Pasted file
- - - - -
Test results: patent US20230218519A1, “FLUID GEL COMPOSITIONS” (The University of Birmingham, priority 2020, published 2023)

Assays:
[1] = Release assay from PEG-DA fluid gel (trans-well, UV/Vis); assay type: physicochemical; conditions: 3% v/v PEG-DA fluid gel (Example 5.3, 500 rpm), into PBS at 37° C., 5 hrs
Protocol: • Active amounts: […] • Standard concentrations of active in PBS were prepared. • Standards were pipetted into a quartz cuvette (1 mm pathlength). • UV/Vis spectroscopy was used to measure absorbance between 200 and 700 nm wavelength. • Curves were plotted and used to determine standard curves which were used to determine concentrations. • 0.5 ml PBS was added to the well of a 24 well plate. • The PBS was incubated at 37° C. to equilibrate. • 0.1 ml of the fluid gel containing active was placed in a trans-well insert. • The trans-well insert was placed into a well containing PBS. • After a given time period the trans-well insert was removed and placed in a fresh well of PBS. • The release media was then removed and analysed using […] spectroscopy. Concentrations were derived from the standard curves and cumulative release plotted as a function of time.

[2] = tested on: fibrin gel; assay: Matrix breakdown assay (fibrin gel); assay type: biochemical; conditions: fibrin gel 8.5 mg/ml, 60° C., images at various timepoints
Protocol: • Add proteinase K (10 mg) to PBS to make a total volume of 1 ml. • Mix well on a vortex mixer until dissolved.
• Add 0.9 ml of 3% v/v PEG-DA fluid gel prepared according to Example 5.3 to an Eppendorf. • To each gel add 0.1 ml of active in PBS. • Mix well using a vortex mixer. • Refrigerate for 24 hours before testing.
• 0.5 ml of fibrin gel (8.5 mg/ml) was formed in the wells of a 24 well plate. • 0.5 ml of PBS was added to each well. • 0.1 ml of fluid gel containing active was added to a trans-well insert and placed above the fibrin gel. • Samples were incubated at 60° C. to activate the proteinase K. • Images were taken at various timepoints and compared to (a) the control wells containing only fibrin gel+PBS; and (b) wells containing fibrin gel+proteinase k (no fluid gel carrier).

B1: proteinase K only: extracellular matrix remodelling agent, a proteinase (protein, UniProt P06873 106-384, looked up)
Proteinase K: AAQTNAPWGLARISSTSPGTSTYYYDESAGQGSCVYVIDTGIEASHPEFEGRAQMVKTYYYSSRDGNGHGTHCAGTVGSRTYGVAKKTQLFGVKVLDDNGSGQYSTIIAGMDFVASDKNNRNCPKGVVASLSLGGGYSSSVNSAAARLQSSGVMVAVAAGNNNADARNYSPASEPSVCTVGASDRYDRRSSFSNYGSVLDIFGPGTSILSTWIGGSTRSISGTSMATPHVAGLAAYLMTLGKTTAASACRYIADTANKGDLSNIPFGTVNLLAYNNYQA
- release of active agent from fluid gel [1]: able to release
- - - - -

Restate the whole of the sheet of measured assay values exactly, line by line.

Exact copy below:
Test results: patent US20230218519A1, “FLUID GEL COMPOSITIONS” (The University of Birmingham, priority 2020, published 2023)

Assays:
[1] = Release assay from PEG-DA fluid gel (trans-well, UV/Vis); assay type: physicochemical; conditions: 3% v/v PEG-DA fluid gel (Example 5.3, 500 rpm), into PBS at 37° C., 5 hrs
Protocol: • Active amounts: […] • Standard concentrations of active in PBS were prepared. • Standards were pipetted into a quartz cuvette (1 mm pathlength). • UV/Vis spectroscopy was used to measure absorbance between 200 and 700 nm wavelength. • Curves were plotted and used to determine standard curves which were used to determine concentrations. • 0.5 ml PBS was added to the well of a 24 well plate. • The PBS was incubated at 37° C. to equilibrate. • 0.1 ml of the fluid gel containing active was placed in a trans-well insert. • The trans-well insert was placed into a well containing PBS. • After a given time period the trans-well insert was removed and placed in a fresh well of PBS. • The release media was then removed and analysed using […] spectroscopy. Concentrations were derived from the standard curves and cumulative release plotted as a function of time.

[2] = tested on: fibrin gel; assay: Matrix breakdown assay (fibrin gel); assay type: biochemical; conditions: fibrin gel 8.5 mg/ml, 60° C., images at various timepoints
Protocol: • Add proteinase K (10 mg) to PBS to make a total volume of 1 ml. • Mix well on a vortex mixer until dissolved.
• Add 0.9 ml of 3% v/v PEG-DA fluid gel prepared according to Example 5.3 to an Eppendorf. • To each gel add 0.1 ml of active in PBS. • Mix well using a vortex mixer. • Refrigerate for 24 hours before testing.
• 0.5 ml of fibrin gel (8.5 mg/ml) was formed in the wells of a 24 well plate. • 0.5 ml of PBS was added to each well. • 0.1 ml of fluid gel containing active was added to a trans-well insert and placed above the fibrin gel. • Samples were incubated at 60° C. to activate the proteinase K. • Images were taken at various timepoints and compared to (a) the control wells containing only fibrin gel+PBS; and (b) wells containing fibrin gel+proteinase k (no fluid gel carrier).

B1: proteinase K only: extracellular matrix remodelling agent, a proteinase (protein, UniProt P06873 106-384, looked up)
Proteinase K: AAQTNAPWGLARISSTSPGTSTYYYDESAGQGSCVYVIDTGIEASHPEFEGRAQMVKTYYYSSRDGNGHGTHCAGTVGSRTYGVAKKTQLFGVKVLDDNGSGQYSTIIAGMDFVASDKNNRNCPKGVVASLSLGGGYSSSVNSAAARLQSSGVMVAVAAGNNNADARNYSPASEPSVCTVGASDRYDRRSSFSNYGSVLDIFGPGTSILSTWIGGSTRSISGTSMATPHVAGLAAYLMTLGKTTAASACRYIADTANKGDLSNIPFGTVNLLAYNNYQA
- release of active agent from fluid gel [1]: able to release